syslog-ng 3.37 has just been released, packages available in various platforms this week. You can get the detailed release notes on the github releases page, however I felt this would be a good opportunity to revisit my draft on the syslog-ng long term objectives and how this release builds in that direction.
The Edge: deployment and CI/CD
Being better at the edge means that we need to improve support for use-cases where syslog-ng is directly deployed on the node/server or is deployed close to such nodes or servers. One way to deploy syslog-ng is to use a .deb or .rpm package, but more and more syslog-ng is used in a container. Our production docker image is built based on Debian. Creating this image has been a partially manual process with all the issues that this entails.
With the merge of PR #4014 and #4003, Attila Szakács automated the entire workflow in a beautiful set of GitHub Action scripts, so that:
- Official source and binary packages (for CentOS, Debian, Fedora and Ubuntu) are built automatically, once a syslog-ng release is tagged
- The production docker image is built and pushed automatically, once the required binary packages are successfully built.
While we have pretty good, automated unit and functional tests, we did not test the installation packages themselves. Until now. András Mitzky implemented a smoke tests for the packages themselves, doing an install & upgrade and a start-stop test.
The Edge: Kubernetes
Increasingly, the edge is often running on an orchestrated, container based infrastructure, such as Kubernetes. Using syslog-ng in these systems were possible but required manual integration. With the merger of PR #4015, this is becoming more out of the box, expect another blog post on this in the coming days.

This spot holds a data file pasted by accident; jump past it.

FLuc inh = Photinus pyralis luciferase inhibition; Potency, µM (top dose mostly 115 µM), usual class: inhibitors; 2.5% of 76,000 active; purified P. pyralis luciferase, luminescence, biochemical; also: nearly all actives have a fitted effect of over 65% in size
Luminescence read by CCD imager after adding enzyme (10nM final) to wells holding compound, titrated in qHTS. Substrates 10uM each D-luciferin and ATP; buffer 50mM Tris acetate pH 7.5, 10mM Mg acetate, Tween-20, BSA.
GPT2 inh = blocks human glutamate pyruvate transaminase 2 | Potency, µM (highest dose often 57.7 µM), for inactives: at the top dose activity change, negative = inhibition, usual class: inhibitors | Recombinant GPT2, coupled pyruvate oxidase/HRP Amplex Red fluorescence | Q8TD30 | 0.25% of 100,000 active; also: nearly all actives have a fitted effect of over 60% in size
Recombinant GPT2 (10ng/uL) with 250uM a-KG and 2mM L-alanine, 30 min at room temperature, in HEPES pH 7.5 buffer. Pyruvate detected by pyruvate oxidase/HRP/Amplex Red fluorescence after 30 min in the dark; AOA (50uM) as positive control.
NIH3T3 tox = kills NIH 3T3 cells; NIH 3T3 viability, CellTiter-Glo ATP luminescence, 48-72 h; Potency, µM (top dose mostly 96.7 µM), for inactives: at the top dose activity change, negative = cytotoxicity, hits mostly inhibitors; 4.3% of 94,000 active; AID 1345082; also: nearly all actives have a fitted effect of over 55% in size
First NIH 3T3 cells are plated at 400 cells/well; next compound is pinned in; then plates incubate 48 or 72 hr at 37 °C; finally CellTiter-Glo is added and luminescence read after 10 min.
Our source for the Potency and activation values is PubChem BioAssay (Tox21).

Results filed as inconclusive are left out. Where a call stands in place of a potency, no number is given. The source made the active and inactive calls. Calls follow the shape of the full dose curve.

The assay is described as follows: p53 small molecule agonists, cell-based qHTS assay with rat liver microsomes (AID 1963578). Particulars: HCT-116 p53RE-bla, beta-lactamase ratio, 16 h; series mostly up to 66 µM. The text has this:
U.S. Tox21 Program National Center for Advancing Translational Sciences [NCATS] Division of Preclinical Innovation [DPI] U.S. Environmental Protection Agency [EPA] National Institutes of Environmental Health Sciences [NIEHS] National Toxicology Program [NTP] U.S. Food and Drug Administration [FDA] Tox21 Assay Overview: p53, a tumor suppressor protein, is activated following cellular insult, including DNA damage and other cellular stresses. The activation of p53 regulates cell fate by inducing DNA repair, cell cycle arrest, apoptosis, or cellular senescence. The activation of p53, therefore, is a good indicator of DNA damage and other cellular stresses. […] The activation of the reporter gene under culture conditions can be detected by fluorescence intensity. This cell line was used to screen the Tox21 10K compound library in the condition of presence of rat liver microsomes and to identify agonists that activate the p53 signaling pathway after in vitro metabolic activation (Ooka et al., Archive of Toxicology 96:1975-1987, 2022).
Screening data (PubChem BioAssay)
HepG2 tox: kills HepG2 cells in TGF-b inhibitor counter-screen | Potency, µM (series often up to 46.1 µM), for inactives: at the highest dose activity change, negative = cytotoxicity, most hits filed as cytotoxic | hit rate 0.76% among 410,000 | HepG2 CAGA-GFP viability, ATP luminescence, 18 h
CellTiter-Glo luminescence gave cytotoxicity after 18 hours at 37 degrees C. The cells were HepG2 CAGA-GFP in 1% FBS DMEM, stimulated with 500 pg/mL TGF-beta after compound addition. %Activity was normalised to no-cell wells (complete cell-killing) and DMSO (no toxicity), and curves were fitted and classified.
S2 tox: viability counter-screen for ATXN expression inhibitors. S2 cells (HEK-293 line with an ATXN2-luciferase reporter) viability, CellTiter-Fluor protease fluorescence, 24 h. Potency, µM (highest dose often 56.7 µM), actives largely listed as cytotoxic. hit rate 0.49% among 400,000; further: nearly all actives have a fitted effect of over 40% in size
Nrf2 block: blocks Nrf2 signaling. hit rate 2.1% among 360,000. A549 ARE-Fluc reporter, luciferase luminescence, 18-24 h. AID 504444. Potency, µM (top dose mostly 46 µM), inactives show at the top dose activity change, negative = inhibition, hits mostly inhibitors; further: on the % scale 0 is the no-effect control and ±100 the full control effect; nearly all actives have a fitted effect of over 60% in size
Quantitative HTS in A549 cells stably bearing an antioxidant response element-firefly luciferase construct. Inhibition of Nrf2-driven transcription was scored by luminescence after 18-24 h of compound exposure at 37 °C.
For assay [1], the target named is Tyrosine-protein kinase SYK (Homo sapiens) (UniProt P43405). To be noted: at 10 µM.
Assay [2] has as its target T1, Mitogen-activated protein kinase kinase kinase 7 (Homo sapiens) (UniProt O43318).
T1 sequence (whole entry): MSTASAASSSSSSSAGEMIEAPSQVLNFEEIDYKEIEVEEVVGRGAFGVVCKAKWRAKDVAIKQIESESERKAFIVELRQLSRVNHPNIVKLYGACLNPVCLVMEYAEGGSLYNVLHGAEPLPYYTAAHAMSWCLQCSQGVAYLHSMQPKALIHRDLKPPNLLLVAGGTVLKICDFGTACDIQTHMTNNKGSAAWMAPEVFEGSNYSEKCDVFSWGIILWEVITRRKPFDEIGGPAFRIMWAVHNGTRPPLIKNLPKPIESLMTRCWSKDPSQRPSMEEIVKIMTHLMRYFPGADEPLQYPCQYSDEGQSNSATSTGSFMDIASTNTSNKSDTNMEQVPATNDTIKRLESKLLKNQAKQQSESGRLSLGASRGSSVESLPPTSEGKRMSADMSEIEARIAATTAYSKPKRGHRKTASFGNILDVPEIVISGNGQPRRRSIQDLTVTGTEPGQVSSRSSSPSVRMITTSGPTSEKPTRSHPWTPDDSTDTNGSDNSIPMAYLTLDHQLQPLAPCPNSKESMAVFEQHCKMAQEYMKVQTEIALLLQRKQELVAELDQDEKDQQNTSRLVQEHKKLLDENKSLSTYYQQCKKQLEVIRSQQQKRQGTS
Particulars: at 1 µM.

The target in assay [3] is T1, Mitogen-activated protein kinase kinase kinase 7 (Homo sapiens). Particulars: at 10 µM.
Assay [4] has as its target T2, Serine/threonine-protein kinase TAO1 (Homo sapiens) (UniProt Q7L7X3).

syslog is used as an infrastructure for logging serving a wide variety of applications. For these applications, logging is not a primary concern, unfortunately. The consequence is that they often produce invalid or incorrect data. To handle these applications well, we need to cater for these issues.
For instance, certain Aruba products use a timestamp like this:
Looking at this, the problem might not even be apparent: it uses a comma to separate seconds from the fractions part.
You might argue that this is not an important problem at all, who needs fractions anyway?
There are two issues with this:
- Fractions might be important to some (e.g. for ordering with thousands of logs per second).
- It breaks the parsing the message itself (as the timestamp is embedded in a larger message), causing message related metadata to be incorrectly extracted (e.g. which device you want to attribute this message). This means that your dashboard in a SIEM may miss vital information.
And this is not the only similar case. See for this pull request for example for a similar example.
This is exactly why application awareness is important, fixing these cases means that your log data becomes more usable as a whole.
Usually it is not the programming of the solution that is difficult here, rather the difficulty lies in having to learn that the problem exists in the first place. If you have a similar parsing problem, please let us know by opening a GitHub issue. The past few such problems were submitted to us by the Splunk Connect for Syslog team, thanks for their efforts. Btw, sc4s is great if you want to feed syslog to Splunk and it uses syslog-ng internally.
There are a few other features I find interesting, just a short summary
- Type support is nearing completion. We added support for types in template expressions, groupset() & map-value-pairs().
- We improved syslog-ng’s own trace messages: we added the unique message ID (e.g. $RCPTID) as a tag in all message related trace messages, so that you can correlate trace messages to a specific message. We also included type information as a part of the type support effort.
- We improved handling of list/array like data in this pull request.
- We extended our set of TLS options by adding support for sigalgs & client-sigalgs.